Cotton Harvesting Process
The harvesting process is one of the most important parts of the growing season for cotton farmers. It’s important to do everything possible to ensure the crops are harvested safely and successfully.

Extension staff can help producers identify harvesting equipment configurations that maximize their crop’s potential. A Web-based program, the Cotton Harvesting Cost Calculator (CHCC), can help them calculate the least-cost stripper or picker harvesting system based on their individualized production scenario.

Planting Dates

Choosing the right planting date is one of the most important decisions in optimizing your cotton harvesting process. This decision can have a significant impact on the entire season. Choosing a planting date that balances the need for a vigorous crop with the need for a longer growing season is critical.

To optimize the emergence and germination of cotton, soil temperatures should be 65 degrees Fahrenheit or higher. Soil temperatures below this level can decrease germination and vigor and negatively affect the final crop's quality.

The optimum planting date will depend most heavily on the variety type and maturity level. For full-season, more indeterminate varieties, the optimum time to plant is about 700 HU/1 Jan. (Human units of a degree of accumulated temperature at 1 January). For medium-maturity varieties, the optimum time to plant is 800 HU/1 Jan.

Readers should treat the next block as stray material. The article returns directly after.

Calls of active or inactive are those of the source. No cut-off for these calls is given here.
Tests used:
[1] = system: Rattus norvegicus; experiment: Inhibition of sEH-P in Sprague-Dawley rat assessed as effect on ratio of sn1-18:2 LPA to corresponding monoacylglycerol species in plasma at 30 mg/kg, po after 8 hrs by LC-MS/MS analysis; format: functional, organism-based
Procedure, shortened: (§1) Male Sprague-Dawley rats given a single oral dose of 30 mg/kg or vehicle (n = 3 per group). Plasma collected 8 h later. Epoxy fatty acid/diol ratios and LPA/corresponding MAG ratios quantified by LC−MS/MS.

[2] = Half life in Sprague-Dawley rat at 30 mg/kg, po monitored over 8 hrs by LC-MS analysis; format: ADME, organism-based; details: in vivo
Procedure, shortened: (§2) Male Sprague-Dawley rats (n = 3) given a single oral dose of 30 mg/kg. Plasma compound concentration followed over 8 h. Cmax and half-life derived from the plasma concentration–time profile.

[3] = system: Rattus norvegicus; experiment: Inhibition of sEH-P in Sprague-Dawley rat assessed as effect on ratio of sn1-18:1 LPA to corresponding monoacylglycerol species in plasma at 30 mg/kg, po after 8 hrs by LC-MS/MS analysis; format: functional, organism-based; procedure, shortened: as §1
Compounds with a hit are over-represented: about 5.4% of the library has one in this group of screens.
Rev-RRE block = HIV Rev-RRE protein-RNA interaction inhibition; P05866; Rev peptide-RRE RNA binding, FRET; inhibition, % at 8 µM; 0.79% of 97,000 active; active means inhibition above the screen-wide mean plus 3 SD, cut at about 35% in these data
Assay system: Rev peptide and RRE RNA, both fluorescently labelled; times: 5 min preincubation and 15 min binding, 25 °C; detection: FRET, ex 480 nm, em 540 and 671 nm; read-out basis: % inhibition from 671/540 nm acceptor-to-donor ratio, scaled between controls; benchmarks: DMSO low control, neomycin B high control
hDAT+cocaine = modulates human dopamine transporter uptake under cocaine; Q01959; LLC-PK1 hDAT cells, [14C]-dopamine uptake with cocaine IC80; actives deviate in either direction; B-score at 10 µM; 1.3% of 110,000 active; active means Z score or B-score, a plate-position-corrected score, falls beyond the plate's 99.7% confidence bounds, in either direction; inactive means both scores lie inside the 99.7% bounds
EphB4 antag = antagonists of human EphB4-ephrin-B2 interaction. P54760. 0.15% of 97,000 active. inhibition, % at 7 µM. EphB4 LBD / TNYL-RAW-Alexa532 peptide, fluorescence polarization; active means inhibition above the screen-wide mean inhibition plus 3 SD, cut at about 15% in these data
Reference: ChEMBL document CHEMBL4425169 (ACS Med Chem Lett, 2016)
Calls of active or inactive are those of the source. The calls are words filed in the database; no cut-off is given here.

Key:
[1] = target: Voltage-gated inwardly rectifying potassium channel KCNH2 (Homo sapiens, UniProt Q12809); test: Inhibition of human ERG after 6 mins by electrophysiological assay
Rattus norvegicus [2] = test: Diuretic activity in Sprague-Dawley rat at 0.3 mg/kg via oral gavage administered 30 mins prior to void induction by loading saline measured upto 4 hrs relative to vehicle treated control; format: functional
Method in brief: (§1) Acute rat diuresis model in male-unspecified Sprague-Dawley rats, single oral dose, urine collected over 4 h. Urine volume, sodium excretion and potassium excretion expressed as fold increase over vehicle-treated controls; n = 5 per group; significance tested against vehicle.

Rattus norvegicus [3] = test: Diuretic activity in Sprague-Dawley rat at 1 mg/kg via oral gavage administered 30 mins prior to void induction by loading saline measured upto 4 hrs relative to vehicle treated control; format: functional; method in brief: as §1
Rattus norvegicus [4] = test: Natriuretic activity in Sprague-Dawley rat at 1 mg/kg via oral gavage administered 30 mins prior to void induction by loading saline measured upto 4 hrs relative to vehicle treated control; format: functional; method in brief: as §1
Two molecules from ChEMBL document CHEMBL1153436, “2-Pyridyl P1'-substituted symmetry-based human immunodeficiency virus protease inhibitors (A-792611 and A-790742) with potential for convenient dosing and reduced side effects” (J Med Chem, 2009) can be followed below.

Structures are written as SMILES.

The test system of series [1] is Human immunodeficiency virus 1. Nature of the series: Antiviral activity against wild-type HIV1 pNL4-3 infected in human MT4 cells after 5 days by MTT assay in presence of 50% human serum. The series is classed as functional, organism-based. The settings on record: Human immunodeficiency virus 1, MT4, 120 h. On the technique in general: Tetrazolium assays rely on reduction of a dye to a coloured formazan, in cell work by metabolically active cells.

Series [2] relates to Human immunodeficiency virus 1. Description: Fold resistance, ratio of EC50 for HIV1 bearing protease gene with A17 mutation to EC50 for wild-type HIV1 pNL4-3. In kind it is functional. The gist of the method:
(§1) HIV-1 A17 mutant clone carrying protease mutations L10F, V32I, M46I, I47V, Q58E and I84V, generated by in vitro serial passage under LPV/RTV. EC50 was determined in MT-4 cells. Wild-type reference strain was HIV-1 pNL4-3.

It is also essential to use a high-quality seed and be aware that some seed companies list the variety's resistance to certain diseases and pests on the plant tag or in the seed catalog. For example, a cultivar labeled “V” may be resistant to Verticillium wilt disease, while a cultivar with the initials "N" or "F" is resistant to nematodes and Fusarium wilt disease.

In addition, a sound fertility program is crucial. Soil testing should be conducted to determine the field's recommended nitrogen, phosphate, and potash rates. Nitrogen should be applied as needed, usually at 60 to 80 pounds per acre.

If the field has not been previously cultivated, or the planting is a second crop, then growers should only apply fertilizer once the soil temperatures have reached the desired level. During this time, it is critical to avoid excessive nitrogen applications, which can exacerbate rank growth in the field.

As with all decisions regarding management practices in the field, a decision to plant late is not without risk. However, it is possible to obtain acceptable yields if timely management practices are followed, and weather conditions remain favorable.

Preparing the Field

Preparing the field for harvesting is one of the most important parts of any crop production operation. Proper soil preparation can improve crop yields and reduce production costs.

The best way to optimize your cotton harvesting process is to prepare the field early in the spring. This includes performing necessary tillage operations, ensuring all equipment is adjusted and ready for use, and determining the optimal timing for the first harvest.